Calc Looks to Turn Good Year to Great


  PORT ST. LUCIE, Fla. -- Mark Calcavecchia decided to play the final four weeks of the PGA TOUR season for one simple reason.
'Sheer boredom,' he said.
Really, there isn't much else for him to worry about these days.
He's one of the headliners this week in the Ginn sur Mer Classic, the Fall Series event that opens Thursday on the Arnold Palmer Course at Tesoro Club. Only a quarter of the top 100 earners on TOUR this season are in the field, which is mostly bade up of players trying to find their way into the top 125 on that money list -- and earn exempt status for 2008 along with it.
So there's no Tiger Woods, Phil Mickelson, Jim Furyk or Vijay Singh this week.
Instead, here comes Tripp Isenhour, Paul Gow, John Huston, and Jaco Van Zyl.
'It's nice not to see Tiger and Phil and Furyk and Vijay and all the same guys every week, actually,' Calcavecchia said. 'Kind of exciting showing up knowing that if you play well you don't have to dust off the top 10 in the world to have a chance.'
This year, he's had a chance just about every time out, no matter who else is playing.
The 47-year-old Calcavecchia already has a victory this season (the PODS Championship) along with five other top-10 finishes, has earned nearly $3 million in 2007 and tied for second at the TOUR Championship last month.
Yet, he isn't ready to see 2007 end, evidenced by this being his third straight start on the Fall Series schedule. He plans to play in the season finale at the Children's Miracle Network Classic in Lake Buena Vista next week as well.
'When I said I was going to play the last four, I wanted to win another one of them and turn a great year into a really great year,' Calcavecchia said. 'So I've got two left. I'm going to play next week at Disney and I'm looking forward to a couple big weeks -- I hope.'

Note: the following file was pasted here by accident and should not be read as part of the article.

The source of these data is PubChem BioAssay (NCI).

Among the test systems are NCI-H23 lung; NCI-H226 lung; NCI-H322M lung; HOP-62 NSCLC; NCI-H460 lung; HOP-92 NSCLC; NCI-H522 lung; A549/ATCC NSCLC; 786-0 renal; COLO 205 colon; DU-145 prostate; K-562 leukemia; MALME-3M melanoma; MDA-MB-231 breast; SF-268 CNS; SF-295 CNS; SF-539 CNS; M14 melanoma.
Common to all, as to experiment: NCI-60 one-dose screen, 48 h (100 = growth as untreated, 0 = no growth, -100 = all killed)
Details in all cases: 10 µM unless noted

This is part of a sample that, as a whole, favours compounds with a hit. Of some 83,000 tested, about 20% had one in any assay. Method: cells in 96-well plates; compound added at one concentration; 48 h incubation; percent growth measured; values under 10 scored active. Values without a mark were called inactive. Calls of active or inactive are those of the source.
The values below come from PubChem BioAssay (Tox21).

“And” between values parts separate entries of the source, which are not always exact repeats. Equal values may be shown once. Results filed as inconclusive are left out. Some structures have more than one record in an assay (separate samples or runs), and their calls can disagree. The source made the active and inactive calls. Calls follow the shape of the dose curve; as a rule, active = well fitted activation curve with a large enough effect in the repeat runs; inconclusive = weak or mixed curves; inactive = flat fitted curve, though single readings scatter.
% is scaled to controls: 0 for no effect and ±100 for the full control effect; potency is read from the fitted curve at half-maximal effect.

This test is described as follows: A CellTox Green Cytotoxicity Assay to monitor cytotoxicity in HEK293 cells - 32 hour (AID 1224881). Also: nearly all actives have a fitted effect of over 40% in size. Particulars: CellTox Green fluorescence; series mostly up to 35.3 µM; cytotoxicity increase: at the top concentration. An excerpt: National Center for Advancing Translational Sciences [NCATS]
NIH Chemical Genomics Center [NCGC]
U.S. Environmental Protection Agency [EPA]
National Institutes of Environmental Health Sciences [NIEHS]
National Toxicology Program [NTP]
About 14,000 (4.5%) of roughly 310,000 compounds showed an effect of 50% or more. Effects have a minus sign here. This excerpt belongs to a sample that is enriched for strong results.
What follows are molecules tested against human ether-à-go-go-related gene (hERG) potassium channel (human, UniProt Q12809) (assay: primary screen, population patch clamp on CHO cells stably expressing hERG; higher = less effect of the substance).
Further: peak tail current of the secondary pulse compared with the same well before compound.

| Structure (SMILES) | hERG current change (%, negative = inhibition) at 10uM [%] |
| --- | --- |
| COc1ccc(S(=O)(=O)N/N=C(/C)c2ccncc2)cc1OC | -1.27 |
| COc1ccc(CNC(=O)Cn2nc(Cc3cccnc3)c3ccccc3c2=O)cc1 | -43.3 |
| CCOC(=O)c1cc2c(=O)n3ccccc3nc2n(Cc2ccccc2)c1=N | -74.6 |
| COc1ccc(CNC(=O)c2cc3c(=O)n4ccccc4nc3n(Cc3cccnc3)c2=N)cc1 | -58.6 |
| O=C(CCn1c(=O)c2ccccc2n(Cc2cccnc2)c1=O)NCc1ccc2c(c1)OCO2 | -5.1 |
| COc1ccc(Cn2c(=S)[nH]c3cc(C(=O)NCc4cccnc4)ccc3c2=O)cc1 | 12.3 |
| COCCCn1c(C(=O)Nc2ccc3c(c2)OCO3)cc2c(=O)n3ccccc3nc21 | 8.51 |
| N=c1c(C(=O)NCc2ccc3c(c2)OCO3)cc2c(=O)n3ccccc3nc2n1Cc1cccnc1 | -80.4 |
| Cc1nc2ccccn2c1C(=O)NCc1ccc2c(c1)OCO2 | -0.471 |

This year was a turnaround of sorts for Calcavecchia, who was 120th on the money list last season and had only one top-10 finish in 27 events.
The Fall Series has been a turnaround for Justin Leonard, too.
Leonard won for the first time since 2005 earlier this month at the Texas Open, beating Jesper Parnevik in a playoff. He's finished at least 13th in each of his last three starts, making nearly $1.1 million -- or about as much as he'd made in nearly his last 50 starts combined.
'We can't measure our success by results too often,' Leonard said. 'There's a few players that can, but, you know, sometimes it's going to be in just progress. When you can win a golf tournament out here, it kind of validates things to everybody.'
Winning would do more than validate things to most in this field -- it'd get them tour cards for 2008.
The top 125 on the money list after next week's event earn full playing privileges for next year. Brett Quigley is 126th with $717,411; he's not here this week. But everyone else from No. 111 (Cliff Kresge, $858,349) to No. 134 (Kent Jones, $574,040) is entered in the field.
Or, for the likes of Ken Duke (No. 44, $1,754,478), a spot in the Masters is there for the taking.
'If you finish top 30 on the money list you get into an Augusta and maybe the U.S. Open, too,' Duke said. 'That's what I'm shooting for. If I win, I think it would take care of it, no question.'
Tesoro's unique par-73 layout measures nearly 7,400 yards, not including some fairly long distances between many greens and tees that will necessitate players to be shuttled several times during the round.
This is a first-time event; the tournament was originally scheduled to be in Fresno, Calif. until construction and financial problems with that site forced the tour to seek another venue earlier this year.
Most players in the field hadn't played Tesoro until this week, some not before Wednesday.
'Other than the obvious distance between the greens and tees, I thought most of the holes were nice holes,' Calcavecchia said. 'I thought it was a pretty nice course.'

Ben Curtis shot an 8-under 65 in Wednesday's pro-am. He withdrew after eight holes of last week's Fry's Electronics Open because of illness. ... Identical twins Derek and Daryl Fathauer, seniors at Louisville who grew up not far from the Tesoro Club, are in the field on sponsor exemptions. They're the first twins in a PGA Tour event since Curtis and Allen Strange in 1981. ... The course has played wet this week and there's a good chance of rain Thursday.
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